Pressure

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This article is about pressure in the physical sciences. For other uses, see Pressure (disambiguation).
Force distributed continuously over an area
Pressure
Common symbols
p, P
SI unitPascal [Pa]
In SI base unitsN/m2, 1 kg/(s2), or 1 J/m3
Derivations from
other quantities
p = F / A
DimensionM L−1 T−2
Pressure as exerted by particle collisions inside a closed container
Thermodynamics
The altical Carnot heat engine
Branches
  • Classical
  • Statistical
  • Chemical
  • Quantum thermodynamics
  • Equilibrium / Non-equilibrium
Laws
  • Zeroth
  • First
  • Second
  • Third
Systems
State
  • Equation of state
  • Ideal gas
  • Real gas
  • State of matter
  • Equilibrium
  • Control volume
  • Instruments
Processes
  • Isobaric
  • Isochoric
  • Isothermal
  • Adiabatic
  • Isentropic
  • Isenthalpic
  • Quasistatic
  • Polytropic
  • Free expansion
  • Reversibility
  • Irreversibility
  • Endoreversibility
Cycles
  • Heat engines
  • Heat pumps
  • Thermal efficiency
System properties
Note: Conjugate variables in italics
  • Property diagrams
  • Intensive and extensive properties
Process functions
  • Work
  • Heat
Functions of state
  • Temperature / Entropy (introduction)
  • Pressure / Volume
  • Chemical potential / Particle number
  • Vapor quality
  • Reduced properties
Material properties
  • Property databases
Specific heat capacity  c = {\displaystyle c=}
T {\displaystyle T} S {\displaystyle \partial S}
N {\displaystyle N} T {\displaystyle \partial T}
Compressibility  β = {\displaystyle \beta =-}
1 {\displaystyle 1} V {\displaystyle \partial V}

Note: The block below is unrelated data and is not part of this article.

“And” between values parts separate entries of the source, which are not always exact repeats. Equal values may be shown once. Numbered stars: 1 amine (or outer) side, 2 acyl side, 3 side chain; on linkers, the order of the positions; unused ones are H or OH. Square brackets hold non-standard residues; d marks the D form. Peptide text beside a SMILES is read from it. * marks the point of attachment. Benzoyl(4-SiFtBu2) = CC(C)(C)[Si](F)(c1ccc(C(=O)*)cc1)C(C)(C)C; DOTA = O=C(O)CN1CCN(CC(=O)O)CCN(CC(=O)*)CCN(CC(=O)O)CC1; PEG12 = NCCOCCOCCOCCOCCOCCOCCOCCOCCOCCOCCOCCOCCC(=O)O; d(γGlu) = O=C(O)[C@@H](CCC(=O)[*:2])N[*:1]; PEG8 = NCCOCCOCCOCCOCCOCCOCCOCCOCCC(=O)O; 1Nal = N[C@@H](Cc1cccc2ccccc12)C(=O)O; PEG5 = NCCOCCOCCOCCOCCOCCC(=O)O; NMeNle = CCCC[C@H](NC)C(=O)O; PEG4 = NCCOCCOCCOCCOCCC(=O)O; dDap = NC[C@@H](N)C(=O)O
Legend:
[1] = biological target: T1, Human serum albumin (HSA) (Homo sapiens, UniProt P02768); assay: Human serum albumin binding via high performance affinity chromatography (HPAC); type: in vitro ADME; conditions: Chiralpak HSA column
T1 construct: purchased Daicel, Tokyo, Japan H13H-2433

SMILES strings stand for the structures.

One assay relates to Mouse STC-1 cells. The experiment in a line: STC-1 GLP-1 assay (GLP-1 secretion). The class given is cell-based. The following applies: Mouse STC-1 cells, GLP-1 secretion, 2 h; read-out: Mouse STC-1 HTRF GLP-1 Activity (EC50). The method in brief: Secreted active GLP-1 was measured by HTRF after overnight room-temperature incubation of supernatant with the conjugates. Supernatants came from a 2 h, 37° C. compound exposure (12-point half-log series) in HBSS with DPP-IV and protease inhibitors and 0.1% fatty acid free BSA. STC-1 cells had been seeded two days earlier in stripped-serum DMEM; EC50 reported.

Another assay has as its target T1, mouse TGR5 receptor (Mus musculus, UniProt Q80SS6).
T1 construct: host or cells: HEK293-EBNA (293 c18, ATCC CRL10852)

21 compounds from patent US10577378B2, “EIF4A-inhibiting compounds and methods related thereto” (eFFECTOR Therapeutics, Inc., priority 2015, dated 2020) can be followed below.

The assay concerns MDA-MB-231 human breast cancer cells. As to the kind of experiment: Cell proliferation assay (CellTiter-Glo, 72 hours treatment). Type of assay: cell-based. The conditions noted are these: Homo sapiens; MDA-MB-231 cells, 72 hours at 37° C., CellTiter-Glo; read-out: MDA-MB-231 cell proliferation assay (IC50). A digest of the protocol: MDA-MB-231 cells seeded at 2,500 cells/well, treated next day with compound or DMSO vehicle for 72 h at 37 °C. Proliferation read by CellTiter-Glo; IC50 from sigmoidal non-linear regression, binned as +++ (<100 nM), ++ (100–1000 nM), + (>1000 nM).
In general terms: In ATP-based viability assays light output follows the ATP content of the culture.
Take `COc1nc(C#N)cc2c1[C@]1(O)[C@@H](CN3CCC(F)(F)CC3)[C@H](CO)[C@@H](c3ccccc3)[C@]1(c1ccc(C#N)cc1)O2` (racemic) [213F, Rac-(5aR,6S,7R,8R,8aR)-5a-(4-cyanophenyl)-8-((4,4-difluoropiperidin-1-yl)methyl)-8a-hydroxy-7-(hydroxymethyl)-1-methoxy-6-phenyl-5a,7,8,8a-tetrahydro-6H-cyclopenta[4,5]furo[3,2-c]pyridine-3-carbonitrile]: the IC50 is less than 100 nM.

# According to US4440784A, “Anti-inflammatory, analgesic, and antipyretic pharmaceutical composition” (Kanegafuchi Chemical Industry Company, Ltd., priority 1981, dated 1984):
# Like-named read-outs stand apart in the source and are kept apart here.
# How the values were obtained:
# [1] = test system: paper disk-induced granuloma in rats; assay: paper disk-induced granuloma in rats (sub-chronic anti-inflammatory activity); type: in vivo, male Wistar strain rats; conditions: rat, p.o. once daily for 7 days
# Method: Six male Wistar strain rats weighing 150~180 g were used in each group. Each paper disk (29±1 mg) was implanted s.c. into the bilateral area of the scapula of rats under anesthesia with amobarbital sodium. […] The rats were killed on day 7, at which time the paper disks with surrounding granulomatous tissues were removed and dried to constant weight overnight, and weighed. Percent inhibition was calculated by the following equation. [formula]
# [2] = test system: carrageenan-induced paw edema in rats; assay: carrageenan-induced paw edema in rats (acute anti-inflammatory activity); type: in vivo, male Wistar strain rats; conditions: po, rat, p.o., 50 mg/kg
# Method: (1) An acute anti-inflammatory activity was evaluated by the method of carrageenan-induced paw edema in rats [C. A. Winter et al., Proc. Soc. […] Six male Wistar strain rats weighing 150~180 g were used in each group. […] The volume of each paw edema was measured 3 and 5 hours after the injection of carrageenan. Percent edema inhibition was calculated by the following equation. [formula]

V {\displaystyle V} p {\displaystyle \partial p}
Thermal expansion  α = {\displaystyle \alpha =}
1 {\displaystyle 1} V {\displaystyle \partial V}
V {\displaystyle V} T {\displaystyle \partial T}
Equations
  • Carnot's theorem
  • Clausius theorem
  • Fundamental relation
  • Ideal gas law
  • Maxwell relations
  • Onsager reciprocal relations
  • Bridgman's equations
  • Table of thermodynamic equations
Potentials
  • Free energy
  • Free entropy
  • Internal energy
    U ( S , V ) {\displaystyle U(S,V)}
  • Enthalpy
    H ( S , p ) = U + p V {\displaystyle H(S,p)=U+pV}
  • Helmholtz free energy
    A ( T , V ) = U T S {\displaystyle A(T,V)=U-TS}
  • Gibbs free energy
    G ( T , p ) = H T S {\displaystyle G(T,p)=H-TS}
  • History
  • Culture
History
  • General
  • Entropy
  • Gas laws
  • "Perpetual motion" machines
Philosophy
  • Entropy and time
  • Entropy and life
  • Brownian ratchet
  • Maxwell's demon
  • Heat death paradox
  • Loschmidt's paradox
  • Synergetics
Theories
  • Caloric theory
  • Theory of heat
  • Vis viva ("living force")
  • Mechanical equivalent of heat
  • Motive power
Key publications
  • "An Experimental Enquiry
    Concerning ... Heat"
  • "On the Equilibrium of
    Heterogeneous Substances"
  • "Reflections on the
    Motive Power of Fire"
Timelines
  • Thermodynamics
  • Heat engines
  • Art
  • Education
  • Maxwell's thermodynamic surface
  • Entropy as energy dispersal
Scientists
  • Bernoulli
  • Boltzmann
  • Carnot
  • Clapeyron
  • Clausius
  • Carathéodory
  • Duhem
  • Gibbs
  • von Helmholtz
  • Joule
  • Maxwell
  • von Mayer
  • Onsager
  • Rankine
  • Smeaton
  • Stahl
  • Thompson
  • Thomson
  • van der Waals
  • Waterston
  • Book
  • Category
  • v
  • t
  • e

Pressure (symbol: p or P) is the force applied perpendicular to the surface of an object per unit area over which that force is distributed.:445[1] Gauge pressure (also spelled gage pressure)[a] is the pressure relative to the ambient pressure.

Various units are used to express pressure. Some of these derive from a unit of force divided by a unit of area; the SI unit of pressure, the pascal (Pa), for example, is one newton per square metre (N/m2); similarly, the pound-force per square inch (psi) is the traditional unit of pressure in the imperial and U.S. customary systems. Pressure may also be expressed in terms of standard atmospheric pressure; the atmosphere (atm) is equal to this pressure, and the torr is defined as ​1760 of this. Manometric units such as the centimetre of water, millimetre of mercury, and inch of mercury are used to express pressures in terms of the height of column of a particular fluid in a manometer.